Silent movies are usually absent in the streaming realm. Archives or YouTube can be the first stop for such works, but usually this comes with much search or a comprises. In this panorama, the Danish Film Institute’s initiative is particularly significant. Stumfilm.dk has been created as part of an ongoing restoration project and its objective is to highlight the importance of Denmark’s film industry in the beginning of the 20th century, an age when stars like Asta Nielsen, Valdemar Psilander and Gunnar Tolnæs found fame. The platform launched with 40 films, but more than 400 made between 1897 and 1928 will be added over the span of the four-year long project. In addition, a three-year research project between Denmark and Germany will help in mapping out the traffic of ideas and people between these two countries, who leaded the silent film era.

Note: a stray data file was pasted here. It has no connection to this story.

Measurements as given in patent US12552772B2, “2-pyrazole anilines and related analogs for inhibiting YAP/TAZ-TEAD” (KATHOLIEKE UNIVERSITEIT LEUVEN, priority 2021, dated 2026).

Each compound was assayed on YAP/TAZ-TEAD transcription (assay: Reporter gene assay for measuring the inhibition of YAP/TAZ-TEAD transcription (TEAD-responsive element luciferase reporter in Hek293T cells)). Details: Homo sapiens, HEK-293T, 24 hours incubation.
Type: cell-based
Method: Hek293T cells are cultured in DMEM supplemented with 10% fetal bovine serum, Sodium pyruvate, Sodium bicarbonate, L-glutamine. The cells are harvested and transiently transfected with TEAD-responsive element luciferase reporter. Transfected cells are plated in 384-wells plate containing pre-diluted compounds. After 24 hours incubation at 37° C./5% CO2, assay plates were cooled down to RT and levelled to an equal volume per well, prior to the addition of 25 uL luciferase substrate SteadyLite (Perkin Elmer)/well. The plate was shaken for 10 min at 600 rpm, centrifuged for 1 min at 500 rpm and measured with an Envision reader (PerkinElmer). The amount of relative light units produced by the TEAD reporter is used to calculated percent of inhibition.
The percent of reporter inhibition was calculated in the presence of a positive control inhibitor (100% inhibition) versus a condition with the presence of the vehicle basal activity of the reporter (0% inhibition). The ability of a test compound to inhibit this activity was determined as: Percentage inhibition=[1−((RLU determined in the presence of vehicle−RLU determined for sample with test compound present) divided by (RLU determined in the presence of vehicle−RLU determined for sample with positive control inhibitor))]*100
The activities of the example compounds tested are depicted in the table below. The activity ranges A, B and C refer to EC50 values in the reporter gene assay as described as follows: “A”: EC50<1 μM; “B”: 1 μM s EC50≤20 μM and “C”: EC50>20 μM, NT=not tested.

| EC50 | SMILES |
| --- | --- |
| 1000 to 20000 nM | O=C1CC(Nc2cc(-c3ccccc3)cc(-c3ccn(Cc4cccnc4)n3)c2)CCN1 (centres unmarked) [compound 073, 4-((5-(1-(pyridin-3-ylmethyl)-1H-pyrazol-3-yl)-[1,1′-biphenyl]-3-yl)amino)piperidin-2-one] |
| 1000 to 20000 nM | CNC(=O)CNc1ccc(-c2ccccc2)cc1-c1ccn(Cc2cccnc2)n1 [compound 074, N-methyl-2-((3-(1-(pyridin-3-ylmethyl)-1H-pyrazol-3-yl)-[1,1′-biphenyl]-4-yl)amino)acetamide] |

The simple interface (now available in English and Danish) simplifies the process of browsing the mixture of shorts and epic feature-length movies, most of them unknown even to the experts of the era. The platform has to offer some hidden gems, even from its country’s most celebrated auteur: Master of the House, a feminist comedy, and Once Upon a Time, a fairytale romance. The films will be contextualized in thematic collection in order to highlight even the most hidden stories in the archive.
Other surprises include August Blom’s Atlantis – a story of male grief and romantic renewal, Holger-Madsen’s A Trip to Mars – a sci-fi voyage – and AW Sandberg’s The Golden Clown, a melancholic melodrama set in Paris.
To highlight the platform’s academic value, every film’s page provides additional materials, such as vintage film programs, stills, scripts, articles, photos and essays. It’s a model for every national film industry trying to showcase their silent archives.
Stumfilm.dk is made possible by donations from the Augustinus Foundation, the Aage and Johanne Louis-Hansen Foundation and the A.P. Møller Foundation.